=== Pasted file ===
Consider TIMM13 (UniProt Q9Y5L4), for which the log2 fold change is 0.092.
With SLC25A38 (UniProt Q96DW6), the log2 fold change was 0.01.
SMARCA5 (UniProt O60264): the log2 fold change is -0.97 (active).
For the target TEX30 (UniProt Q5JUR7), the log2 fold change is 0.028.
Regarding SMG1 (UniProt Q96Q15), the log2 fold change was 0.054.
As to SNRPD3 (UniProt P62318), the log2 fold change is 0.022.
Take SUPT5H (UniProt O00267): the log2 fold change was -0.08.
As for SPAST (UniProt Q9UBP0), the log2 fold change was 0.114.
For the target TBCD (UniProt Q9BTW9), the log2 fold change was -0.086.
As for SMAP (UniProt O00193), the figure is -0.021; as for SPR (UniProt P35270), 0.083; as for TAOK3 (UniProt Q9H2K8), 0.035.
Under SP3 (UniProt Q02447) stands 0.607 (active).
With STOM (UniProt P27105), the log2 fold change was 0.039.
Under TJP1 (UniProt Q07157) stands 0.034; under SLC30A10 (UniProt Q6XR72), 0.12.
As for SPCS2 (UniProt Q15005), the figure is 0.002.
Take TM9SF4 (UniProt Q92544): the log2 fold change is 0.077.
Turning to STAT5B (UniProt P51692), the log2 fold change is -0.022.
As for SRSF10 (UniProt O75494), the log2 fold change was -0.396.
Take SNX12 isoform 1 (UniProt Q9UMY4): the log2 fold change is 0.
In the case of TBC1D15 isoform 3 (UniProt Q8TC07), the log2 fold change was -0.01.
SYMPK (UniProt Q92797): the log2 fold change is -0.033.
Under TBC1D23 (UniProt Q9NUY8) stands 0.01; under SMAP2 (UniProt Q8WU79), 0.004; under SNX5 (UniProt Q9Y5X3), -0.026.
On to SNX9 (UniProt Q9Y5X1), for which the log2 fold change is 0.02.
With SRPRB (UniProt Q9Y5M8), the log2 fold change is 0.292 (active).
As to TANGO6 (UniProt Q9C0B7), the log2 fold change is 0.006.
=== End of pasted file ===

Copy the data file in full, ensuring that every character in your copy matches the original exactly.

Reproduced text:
Consider TIMM13 (UniProt Q9Y5L4), for which the log2 fold change is 0.092.
With SLC25A38 (UniProt Q96DW6), the log2 fold change was 0.01.
SMARCA5 (UniProt O60264): the log2 fold change is -0.97 (active).
For the target TEX30 (UniProt Q5JUR7), the log2 fold change is 0.028.
Regarding SMG1 (UniProt Q96Q15), the log2 fold change was 0.054.
As to SNRPD3 (UniProt P62318), the log2 fold change is 0.022.
Take SUPT5H (UniProt O00267): the log2 fold change was -0.08.
As for SPAST (UniProt Q9UBP0), the log2 fold change was 0.114.
For the target TBCD (UniProt Q9BTW9), the log2 fold change was -0.086.
As for SMAP (UniProt O00193), the figure is -0.021; as for SPR (UniProt P35270), 0.083; as for TAOK3 (UniProt Q9H2K8), 0.035.
Under SP3 (UniProt Q02447) stands 0.607 (active).
With STOM (UniProt P27105), the log2 fold change was 0.039.
Under TJP1 (UniProt Q07157) stands 0.034; under SLC30A10 (UniProt Q6XR72), 0.12.
As for SPCS2 (UniProt Q15005), the figure is 0.002.
Take TM9SF4 (UniProt Q92544): the log2 fold change is 0.077.
Turning to STAT5B (UniProt P51692), the log2 fold change is -0.022.
As for SRSF10 (UniProt O75494), the log2 fold change was -0.396.
Take SNX12 isoform 1 (UniProt Q9UMY4): the log2 fold change is 0.
In the case of TBC1D15 isoform 3 (UniProt Q8TC07), the log2 fold change was -0.01.
SYMPK (UniProt Q92797): the log2 fold change is -0.033.
Under TBC1D23 (UniProt Q9NUY8) stands 0.01; under SMAP2 (UniProt Q8WU79), 0.004; under SNX5 (UniProt Q9Y5X3), -0.026.
On to SNX9 (UniProt Q9Y5X1), for which the log2 fold change is 0.02.
With SRPRB (UniProt Q9Y5M8), the log2 fold change is 0.292 (active).
As to TANGO6 (UniProt Q9C0B7), the log2 fold change is 0.006.